Only HC Can Quash FIR/Complaint On Settlement
It may also be recalled that another direction in the Rajesh Sharma case empowered District/Sessions Judge to quash FIR/Complaint on settlement between the parties. The District/Sessions Judge was also empowered to nominate any other senior judicial officer to pass orders of quashing.
This direction in clause 19(iii) of Rajesh Sharma case read as follows:
“In cases where a settlement is reached, it will be open to the District and Sessions Judge or any other senior Judicial officer nominated by him in the district to dispose of the proceedings including closing of the criminal case if dispute primarily relates to matrimonial discord.”
Truth be told, this did not find favour with the three-Judges Bench of Apex Court in this case which includes the CJI Dipak Misra. It was held that Section 498A IPC was a non-compoundable offence. Therefore, only High Courts had the power to quash the case on the basis of mutual settlement, as held in Gian Singh case. It was also held that, “The directions to settle a case after it is registered is not a correct expression of law. A criminal proceeding which is not compoundable can be quashed by the High Court under Section 482 CrPC. When settlement takes place, then both the parties can file a petition under Section 482 CrPC and the High Court, considering the bonafides of the petition, may quash the same. The power rests with the High Court.”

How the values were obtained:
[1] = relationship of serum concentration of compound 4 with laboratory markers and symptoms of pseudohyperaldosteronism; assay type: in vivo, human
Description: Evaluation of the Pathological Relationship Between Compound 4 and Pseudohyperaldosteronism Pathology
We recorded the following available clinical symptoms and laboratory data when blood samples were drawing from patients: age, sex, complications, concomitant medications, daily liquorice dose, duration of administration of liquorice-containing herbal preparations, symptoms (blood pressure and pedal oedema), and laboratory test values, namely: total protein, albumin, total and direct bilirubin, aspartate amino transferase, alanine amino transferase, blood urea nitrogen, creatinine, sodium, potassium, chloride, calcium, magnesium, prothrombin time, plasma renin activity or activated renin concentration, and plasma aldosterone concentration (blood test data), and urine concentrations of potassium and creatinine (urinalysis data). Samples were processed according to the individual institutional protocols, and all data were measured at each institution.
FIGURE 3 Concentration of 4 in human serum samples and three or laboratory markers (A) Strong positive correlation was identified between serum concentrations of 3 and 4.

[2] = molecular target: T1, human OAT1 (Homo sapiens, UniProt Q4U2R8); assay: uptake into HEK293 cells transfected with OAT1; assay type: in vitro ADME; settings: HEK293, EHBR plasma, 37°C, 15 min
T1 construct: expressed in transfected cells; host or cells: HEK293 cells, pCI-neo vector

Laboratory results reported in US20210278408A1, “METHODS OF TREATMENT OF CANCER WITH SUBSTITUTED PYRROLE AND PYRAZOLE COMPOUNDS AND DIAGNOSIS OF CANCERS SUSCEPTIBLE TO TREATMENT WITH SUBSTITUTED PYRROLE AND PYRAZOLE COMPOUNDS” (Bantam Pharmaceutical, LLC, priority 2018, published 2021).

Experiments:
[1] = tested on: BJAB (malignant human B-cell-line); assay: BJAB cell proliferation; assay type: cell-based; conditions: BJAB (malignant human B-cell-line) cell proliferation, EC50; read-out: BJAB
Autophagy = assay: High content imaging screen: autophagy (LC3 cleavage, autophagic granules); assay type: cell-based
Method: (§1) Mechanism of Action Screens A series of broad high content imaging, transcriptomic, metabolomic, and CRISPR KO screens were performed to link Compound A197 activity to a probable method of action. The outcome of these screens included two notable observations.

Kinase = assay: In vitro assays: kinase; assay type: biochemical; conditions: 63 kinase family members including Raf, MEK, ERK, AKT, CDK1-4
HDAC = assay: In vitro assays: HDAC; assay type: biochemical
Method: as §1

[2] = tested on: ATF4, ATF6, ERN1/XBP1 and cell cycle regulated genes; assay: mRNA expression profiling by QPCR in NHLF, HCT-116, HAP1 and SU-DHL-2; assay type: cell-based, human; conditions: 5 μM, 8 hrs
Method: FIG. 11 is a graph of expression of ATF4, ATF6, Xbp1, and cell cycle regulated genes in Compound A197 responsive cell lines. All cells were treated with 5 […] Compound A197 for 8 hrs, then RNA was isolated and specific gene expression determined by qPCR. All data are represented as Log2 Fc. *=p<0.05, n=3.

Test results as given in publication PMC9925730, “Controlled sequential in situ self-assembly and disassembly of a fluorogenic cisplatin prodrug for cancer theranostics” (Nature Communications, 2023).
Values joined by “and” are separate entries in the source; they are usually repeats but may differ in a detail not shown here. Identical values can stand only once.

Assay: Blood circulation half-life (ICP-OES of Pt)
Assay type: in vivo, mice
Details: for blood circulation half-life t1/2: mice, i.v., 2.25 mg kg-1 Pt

Other Directions Not Disturbed
At the same time, it is significant to note that the other directions in Rajesh Sharma case were left undisturbed by the three Judges Bench in this case. The Court approved the direction mandated in Rajesh Sharma’s case that red corner notices and impounding of passports in cases of accused staying abroad should not be done in a routine manner. The Apex Court also agreed that recovery of disputed dowry items may not by itself be a ground while rejecting an application for grant of bail under Section 498-A IPC. Therefore, the directions in clauses 19(iv) and 19(v)were endorsed. As regards direction in clause 19(vii) which held that personal appearance of the accused should not be insisted and that video conferencing should be resorted to, the Court held that appropriate application seeking exemption from personal appearance, either under Section 205 CrPC or Section 317 CrPC, depending upon the stage of case, should be filed.
Police To Be Sensitised
Simply put, the Apex Court noted in this case that the police has to act as per the provisions of Section 41 CrPC and also the judgments of the Supreme Court in Arnesh Kumar, Lalita Kumari, DK Basu and Joginder Kumar cases before making arrests for offences under Section 498A of IPC. In Arnesh Kumar v State of Bihar and another (2014) 8 SCC 273, the Apex Court had held that arrest for offence under Section 498A IPC has to be made only in exceptional circumstances, that too after recording special reasons in writing in accordance with Section 41(1)(b) CrPC. In Lalita Kumari v Government of Uttar Pradesh and others (2014) 2 SCC 1, a Constitution Bench of Apex Court held that police has to carry out preliminary enquiry before registration of FIR in respect of matrimonial disputes.